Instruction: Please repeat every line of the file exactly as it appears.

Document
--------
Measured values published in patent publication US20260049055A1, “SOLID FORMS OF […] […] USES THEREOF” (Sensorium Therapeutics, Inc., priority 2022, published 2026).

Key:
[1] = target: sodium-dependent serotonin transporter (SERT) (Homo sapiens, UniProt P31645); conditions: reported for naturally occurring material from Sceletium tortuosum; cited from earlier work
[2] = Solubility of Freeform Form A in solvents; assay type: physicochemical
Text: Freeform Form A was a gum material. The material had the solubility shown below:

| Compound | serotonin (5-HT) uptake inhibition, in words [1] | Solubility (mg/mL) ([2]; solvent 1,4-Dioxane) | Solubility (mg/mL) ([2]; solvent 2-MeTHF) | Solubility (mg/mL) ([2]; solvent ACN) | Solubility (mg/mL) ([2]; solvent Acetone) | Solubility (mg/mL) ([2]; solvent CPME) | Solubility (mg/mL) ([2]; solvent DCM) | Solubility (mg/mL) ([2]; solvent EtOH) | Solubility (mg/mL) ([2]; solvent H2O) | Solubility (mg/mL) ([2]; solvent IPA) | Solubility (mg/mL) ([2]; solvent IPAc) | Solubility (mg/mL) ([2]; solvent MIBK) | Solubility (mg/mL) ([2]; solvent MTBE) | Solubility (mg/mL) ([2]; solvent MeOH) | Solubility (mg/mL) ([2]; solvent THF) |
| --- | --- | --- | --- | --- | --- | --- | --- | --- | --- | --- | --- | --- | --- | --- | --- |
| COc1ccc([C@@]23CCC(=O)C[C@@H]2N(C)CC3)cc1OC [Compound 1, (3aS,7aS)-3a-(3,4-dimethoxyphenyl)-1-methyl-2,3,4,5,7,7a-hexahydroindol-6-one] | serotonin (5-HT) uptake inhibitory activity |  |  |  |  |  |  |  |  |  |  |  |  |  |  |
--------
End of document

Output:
Measured values published in patent publication US20260049055A1, “SOLID FORMS OF […] […] USES THEREOF” (Sensorium Therapeutics, Inc., priority 2022, published 2026).

Key:
[1] = target: sodium-dependent serotonin transporter (SERT) (Homo sapiens, UniProt P31645); conditions: reported for naturally occurring material from Sceletium tortuosum; cited from earlier work
[2] = Solubility of Freeform Form A in solvents; assay type: physicochemical
Text: Freeform Form A was a gum material. The material had the solubility shown below:

| Compound | serotonin (5-HT) uptake inhibition, in words [1] | Solubility (mg/mL) ([2]; solvent 1,4-Dioxane) | Solubility (mg/mL) ([2]; solvent 2-MeTHF) | Solubility (mg/mL) ([2]; solvent ACN) | Solubility (mg/mL) ([2]; solvent Acetone) | Solubility (mg/mL) ([2]; solvent CPME) | Solubility (mg/mL) ([2]; solvent DCM) | Solubility (mg/mL) ([2]; solvent EtOH) | Solubility (mg/mL) ([2]; solvent H2O) | Solubility (mg/mL) ([2]; solvent IPA) | Solubility (mg/mL) ([2]; solvent IPAc) | Solubility (mg/mL) ([2]; solvent MIBK) | Solubility (mg/mL) ([2]; solvent MTBE) | Solubility (mg/mL) ([2]; solvent MeOH) | Solubility (mg/mL) ([2]; solvent THF) |
| --- | --- | --- | --- | --- | --- | --- | --- | --- | --- | --- | --- | --- | --- | --- | --- |
| COc1ccc([C@@]23CCC(=O)C[C@@H]2N(C)CC3)cc1OC [Compound 1, (3aS,7aS)-3a-(3,4-dimethoxyphenyl)-1-methyl-2,3,4,5,7,7a-hexahydroindol-6-one] | serotonin (5-HT) uptake inhibitory activity |  |  |  |  |  |  |  |  |  |  |  |  |  |  |